Its goal is to develop and test a global theory that explains which properties of social-ecological systems benefit both biodiversity conservation and food security (and which may benefit one but not the other). To this end, the project will use a multi-scale approach that balances the likely trade-offs between depth and generality (see Figure above). Using a specifically developed typology of social-ecological system properties, the project will investigate rural landscapes as social-ecological systems at three levels of detail. First, drawing on expert knowledge, the project will develop a global database of…

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Sustainability as a by-product of contentment?

Originally posted on Ideas for Sustainability:

By Joern Fischer

I’d like to reflect on some thoughts articulated in an essay that I recently came across. The essay is by Jorge Guerra González, Faculty of Sustainability, Leuphana University Lueneburg. It’s in German, but Jorge translated its title as: Sustainability is out of reach: Wrong paths, wrong beliefs—and yet… light at the end of the tunnel? (available for download here).

I’ll try to summarise some of the key points here. Because some of the arguments are nuanced, I will probably get parts wrong … but here is what I understood the key points to be. In a nutshell, this essay tries to analyse why sustainability efforts appear to be failing. One key argument is that people are ultimately driven by their emotions; and that they lack incentives to act sustainably because the emotional benefits of doing so are not obvious. The essay suggests that outside interventions…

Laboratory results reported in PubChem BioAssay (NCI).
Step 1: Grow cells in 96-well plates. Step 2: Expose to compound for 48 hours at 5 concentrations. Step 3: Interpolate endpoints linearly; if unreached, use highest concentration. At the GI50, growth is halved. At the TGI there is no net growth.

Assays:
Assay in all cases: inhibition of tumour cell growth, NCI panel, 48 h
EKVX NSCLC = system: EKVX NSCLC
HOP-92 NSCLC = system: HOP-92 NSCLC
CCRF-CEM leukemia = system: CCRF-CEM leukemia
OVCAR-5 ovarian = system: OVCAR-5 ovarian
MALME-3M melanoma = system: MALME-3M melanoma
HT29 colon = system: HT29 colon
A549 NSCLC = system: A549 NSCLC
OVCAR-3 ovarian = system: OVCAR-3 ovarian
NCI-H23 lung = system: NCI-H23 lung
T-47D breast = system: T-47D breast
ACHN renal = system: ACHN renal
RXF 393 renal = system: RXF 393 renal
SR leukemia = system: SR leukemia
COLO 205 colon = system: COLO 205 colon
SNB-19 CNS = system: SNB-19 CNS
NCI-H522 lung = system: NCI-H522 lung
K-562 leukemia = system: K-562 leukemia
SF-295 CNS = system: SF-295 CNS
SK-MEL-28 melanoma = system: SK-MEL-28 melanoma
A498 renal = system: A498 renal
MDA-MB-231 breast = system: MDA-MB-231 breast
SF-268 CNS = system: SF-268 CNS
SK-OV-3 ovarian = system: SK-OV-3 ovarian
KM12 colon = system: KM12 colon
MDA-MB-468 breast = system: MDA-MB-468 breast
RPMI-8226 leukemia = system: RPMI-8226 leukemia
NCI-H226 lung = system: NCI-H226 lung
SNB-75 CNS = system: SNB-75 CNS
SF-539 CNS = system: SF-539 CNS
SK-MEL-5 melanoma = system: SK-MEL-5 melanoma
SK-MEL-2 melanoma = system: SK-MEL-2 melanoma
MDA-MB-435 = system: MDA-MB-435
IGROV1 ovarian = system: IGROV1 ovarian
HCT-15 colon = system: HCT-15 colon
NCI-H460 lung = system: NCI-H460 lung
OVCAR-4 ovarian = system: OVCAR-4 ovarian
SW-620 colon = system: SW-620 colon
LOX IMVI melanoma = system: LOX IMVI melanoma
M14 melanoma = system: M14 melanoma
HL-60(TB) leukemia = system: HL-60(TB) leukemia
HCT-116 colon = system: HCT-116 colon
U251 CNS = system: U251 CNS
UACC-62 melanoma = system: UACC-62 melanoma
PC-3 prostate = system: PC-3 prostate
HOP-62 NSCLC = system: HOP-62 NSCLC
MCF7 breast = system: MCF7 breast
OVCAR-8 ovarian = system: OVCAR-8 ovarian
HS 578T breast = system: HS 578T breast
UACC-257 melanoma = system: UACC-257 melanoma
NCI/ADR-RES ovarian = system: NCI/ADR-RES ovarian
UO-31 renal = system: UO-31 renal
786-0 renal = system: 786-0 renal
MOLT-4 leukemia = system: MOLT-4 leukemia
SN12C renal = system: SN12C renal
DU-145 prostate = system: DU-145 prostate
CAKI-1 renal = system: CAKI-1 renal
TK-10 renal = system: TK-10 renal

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On trusting experts, climate change research, and scientific translators

Originally posted on mathbabe:

Stephanie Tai has written a thoughtful response on Jordan Ellenberg’s blog to my discussion with Jordan regarding trusting experts (see my Nate Silver post and the follow-up post for more context).

Trusting experts

Stephanie asks three important questions about trusting experts, which I paraphrase here:

  1. What does it take to look into a model yourself? How deeply must you probe?
  2. How do you avoid being manipulated when you do so?
  3. Why should we bother since stuff is so hard and we each have a limited amount of time?

I must confess I find the first two questions really interesting and I want to think about them, but I have a very little patience with the last question.

Here’s why:

  • I’ve seen too many people (individual modelers) intentionally deflect investigations into models by setting them up as so hard that it’s not worth it (or at least it seems not worth…